BMA to implement curbs amid rise in PM2.5 dust

BMA to implement curbs amid rise in PM2.5 dust

Bumper to bumper: Public vans wait to pick up passengers at a bus stop. Public transport groups have issued a demand for the government to freeze the price of natural gas for vehicles (NGV) at 12.74 baht per kilo for public vehicles and to extend the state-subsidised discounts on the NGV prices for another two years.  They have also asked for a similar discount for diesel-run public vehicles. (Photo: Pattarapong Chatpattarasill)
Bumper to bumper: Public vans wait to pick up passengers at a bus stop. Public transport groups have issued a demand for the government to freeze the price of natural gas for vehicles (NGV) at 12.74 baht per kilo for public vehicles and to extend the state-subsidised discounts on the NGV prices for another two years. They have also asked for a similar discount for diesel-run public vehicles. (Photo: Pattarapong Chatpattarasill)

The Bangkok Metropolitan Administration (BMA) has prepared measures to curb the hazardous ultra-fine PM2.5 dust pollution, which is expected to escalate to an alarming level from Friday until Sunday.

In the event the PM2.5 dust particles soared to more than 76 microgrammes per cubic metre, the red level for dust pollution, in two to five districts, the BMA's Department of Education will consider suspending classes at schools across the city for 15 days, Deputy Bangkok Governor Chakkapan Phewngam said on Thursday

However, if the situation is even worse, with five or more districts being declared red zones, the Bangkok governor may consider ordering a shutdown until the situation returns to a safe level, Mr Chakkapan said.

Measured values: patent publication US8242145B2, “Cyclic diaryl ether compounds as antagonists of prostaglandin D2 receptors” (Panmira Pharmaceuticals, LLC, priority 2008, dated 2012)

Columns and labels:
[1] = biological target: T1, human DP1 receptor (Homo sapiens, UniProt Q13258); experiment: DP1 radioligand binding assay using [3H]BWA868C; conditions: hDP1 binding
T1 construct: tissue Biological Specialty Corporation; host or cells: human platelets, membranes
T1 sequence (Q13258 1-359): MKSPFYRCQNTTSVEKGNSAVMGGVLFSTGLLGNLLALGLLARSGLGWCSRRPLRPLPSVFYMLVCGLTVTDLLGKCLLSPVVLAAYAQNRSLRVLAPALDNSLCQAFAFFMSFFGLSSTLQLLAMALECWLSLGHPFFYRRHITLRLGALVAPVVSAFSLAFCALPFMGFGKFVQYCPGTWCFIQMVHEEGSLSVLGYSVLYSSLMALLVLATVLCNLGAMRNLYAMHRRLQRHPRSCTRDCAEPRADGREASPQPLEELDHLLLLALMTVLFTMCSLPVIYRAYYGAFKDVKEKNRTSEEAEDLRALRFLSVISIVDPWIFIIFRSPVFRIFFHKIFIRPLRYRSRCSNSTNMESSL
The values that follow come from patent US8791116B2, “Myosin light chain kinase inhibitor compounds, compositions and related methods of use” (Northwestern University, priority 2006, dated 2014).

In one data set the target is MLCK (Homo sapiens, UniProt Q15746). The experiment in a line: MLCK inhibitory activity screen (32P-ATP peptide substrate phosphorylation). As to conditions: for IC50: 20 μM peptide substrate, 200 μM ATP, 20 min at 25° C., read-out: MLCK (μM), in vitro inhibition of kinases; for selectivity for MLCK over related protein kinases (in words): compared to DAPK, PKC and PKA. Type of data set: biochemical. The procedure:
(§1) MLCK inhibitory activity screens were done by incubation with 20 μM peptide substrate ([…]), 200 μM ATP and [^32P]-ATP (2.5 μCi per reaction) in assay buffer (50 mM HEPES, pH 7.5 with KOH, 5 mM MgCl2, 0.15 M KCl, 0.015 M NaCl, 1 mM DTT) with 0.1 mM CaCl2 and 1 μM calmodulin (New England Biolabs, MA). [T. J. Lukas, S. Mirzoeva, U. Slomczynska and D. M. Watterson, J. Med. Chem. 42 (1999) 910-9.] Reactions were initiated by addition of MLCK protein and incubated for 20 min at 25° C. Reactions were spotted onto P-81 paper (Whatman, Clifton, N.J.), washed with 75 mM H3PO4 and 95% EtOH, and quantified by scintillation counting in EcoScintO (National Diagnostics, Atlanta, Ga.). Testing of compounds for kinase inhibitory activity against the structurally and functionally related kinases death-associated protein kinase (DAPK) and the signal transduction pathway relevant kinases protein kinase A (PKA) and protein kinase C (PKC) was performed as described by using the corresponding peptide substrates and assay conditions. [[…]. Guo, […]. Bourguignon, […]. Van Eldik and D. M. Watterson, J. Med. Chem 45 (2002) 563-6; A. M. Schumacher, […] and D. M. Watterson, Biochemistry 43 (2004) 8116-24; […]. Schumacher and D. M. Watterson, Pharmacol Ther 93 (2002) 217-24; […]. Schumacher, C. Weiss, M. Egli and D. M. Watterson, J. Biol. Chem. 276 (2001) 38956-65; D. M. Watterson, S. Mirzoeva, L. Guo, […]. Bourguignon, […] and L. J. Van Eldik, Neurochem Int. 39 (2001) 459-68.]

Schools that can ensure sufficient safe space to shield students and faculties from the impact of the dust pollution may be allowed to remain open, he noted.

Aside from this, the BMA is preparing to step up controls of PM2.5 dust sources, particularly traffic emission, the most common cause of the dust's concentration, he said.

The Bangkok governor may also ask for cooperation from government agencies and private companies to allow their staff members to work remotely to decrease the rate of car use in the city, he said.

The BMA will also be working together with the Pollution Control Department to inspect more sources of PM2.5 dust, including factories using a diesel- or biomass-powered engine, he said.

These factories may be ordered to stop operating due to the serious pollution situation, he said.

Construction sites and old trucks used to transport construction materials will also be asked for cooperation to avoid certain zones in the city, which will be declared restricted to control possible health nuisances under the BMA's 1992 Public Health Act, he said.

Pornphrom Vikitsreth, adviser to the Bangkok governor, said he had received a report that the PM2.5 dust levels will likely hit 37.6 to 75µg/m3 in Bangkok from tomorrow to Sunday.

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